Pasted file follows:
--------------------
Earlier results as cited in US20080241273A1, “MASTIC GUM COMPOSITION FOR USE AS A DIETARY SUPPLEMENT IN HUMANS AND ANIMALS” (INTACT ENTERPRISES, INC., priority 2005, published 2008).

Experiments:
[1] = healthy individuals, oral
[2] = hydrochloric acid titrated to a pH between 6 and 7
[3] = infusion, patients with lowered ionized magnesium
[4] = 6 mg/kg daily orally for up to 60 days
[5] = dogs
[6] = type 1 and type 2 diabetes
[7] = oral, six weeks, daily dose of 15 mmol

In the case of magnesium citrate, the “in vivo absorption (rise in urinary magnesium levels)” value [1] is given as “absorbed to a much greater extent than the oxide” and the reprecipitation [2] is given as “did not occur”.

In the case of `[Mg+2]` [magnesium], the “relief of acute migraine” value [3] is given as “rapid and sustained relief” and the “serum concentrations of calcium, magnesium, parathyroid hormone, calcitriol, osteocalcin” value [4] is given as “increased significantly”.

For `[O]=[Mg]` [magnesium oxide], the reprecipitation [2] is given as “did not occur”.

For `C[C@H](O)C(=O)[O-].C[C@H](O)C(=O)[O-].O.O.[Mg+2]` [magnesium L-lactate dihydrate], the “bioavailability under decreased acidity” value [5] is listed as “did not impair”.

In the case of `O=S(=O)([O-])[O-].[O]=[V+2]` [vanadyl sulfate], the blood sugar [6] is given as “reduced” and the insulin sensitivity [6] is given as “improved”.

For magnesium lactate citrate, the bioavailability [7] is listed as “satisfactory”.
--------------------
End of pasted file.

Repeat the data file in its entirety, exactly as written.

Earlier results as cited in US20080241273A1, “MASTIC GUM COMPOSITION FOR USE AS A DIETARY SUPPLEMENT IN HUMANS AND ANIMALS” (INTACT ENTERPRISES, INC., priority 2005, published 2008).

Experiments:
[1] = healthy individuals, oral
[2] = hydrochloric acid titrated to a pH between 6 and 7
[3] = infusion, patients with lowered ionized magnesium
[4] = 6 mg/kg daily orally for up to 60 days
[5] = dogs
[6] = type 1 and type 2 diabetes
[7] = oral, six weeks, daily dose of 15 mmol

In the case of magnesium citrate, the “in vivo absorption (rise in urinary magnesium levels)” value [1] is given as “absorbed to a much greater extent than the oxide” and the reprecipitation [2] is given as “did not occur”.

In the case of `[Mg+2]` [magnesium], the “relief of acute migraine” value [3] is given as “rapid and sustained relief” and the “serum concentrations of calcium, magnesium, parathyroid hormone, calcitriol, osteocalcin” value [4] is given as “increased significantly”.

For `[O]=[Mg]` [magnesium oxide], the reprecipitation [2] is given as “did not occur”.

For `C[C@H](O)C(=O)[O-].C[C@H](O)C(=O)[O-].O.O.[Mg+2]` [magnesium L-lactate dihydrate], the “bioavailability under decreased acidity” value [5] is listed as “did not impair”.

In the case of `O=S(=O)([O-])[O-].[O]=[V+2]` [vanadyl sulfate], the blood sugar [6] is given as “reduced” and the insulin sensitivity [6] is given as “improved”.

For magnesium lactate citrate, the bioavailability [7] is listed as “satisfactory”.